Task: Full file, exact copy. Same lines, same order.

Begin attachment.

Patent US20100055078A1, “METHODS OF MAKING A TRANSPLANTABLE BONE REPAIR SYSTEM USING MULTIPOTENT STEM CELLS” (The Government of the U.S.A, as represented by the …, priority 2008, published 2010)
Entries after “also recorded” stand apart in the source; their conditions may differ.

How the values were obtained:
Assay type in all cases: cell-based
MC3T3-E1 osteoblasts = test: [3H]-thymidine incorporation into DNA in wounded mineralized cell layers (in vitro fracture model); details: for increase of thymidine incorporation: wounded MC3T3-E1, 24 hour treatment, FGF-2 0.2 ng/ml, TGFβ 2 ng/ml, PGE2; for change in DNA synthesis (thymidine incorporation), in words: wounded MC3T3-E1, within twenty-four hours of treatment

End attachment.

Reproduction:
Patent US20100055078A1, “METHODS OF MAKING A TRANSPLANTABLE BONE REPAIR SYSTEM USING MULTIPOTENT STEM CELLS” (The Government of the U.S.A, as represented by the …, priority 2008, published 2010)
Entries after “also recorded” stand apart in the source; their conditions may differ.

How the values were obtained:
Assay type in all cases: cell-based
MC3T3-E1 osteoblasts = test: [3H]-thymidine incorporation into DNA in wounded mineralized cell layers (in vitro fracture model); details: for increase of thymidine incorporation: wounded MC3T3-E1, 24 hour treatment, FGF-2 0.2 ng/ml, TGFβ 2 ng/ml, PGE2; for change in DNA synthesis (thymidine incorporation), in words: wounded MC3T3-E1, within twenty-four hours of treatment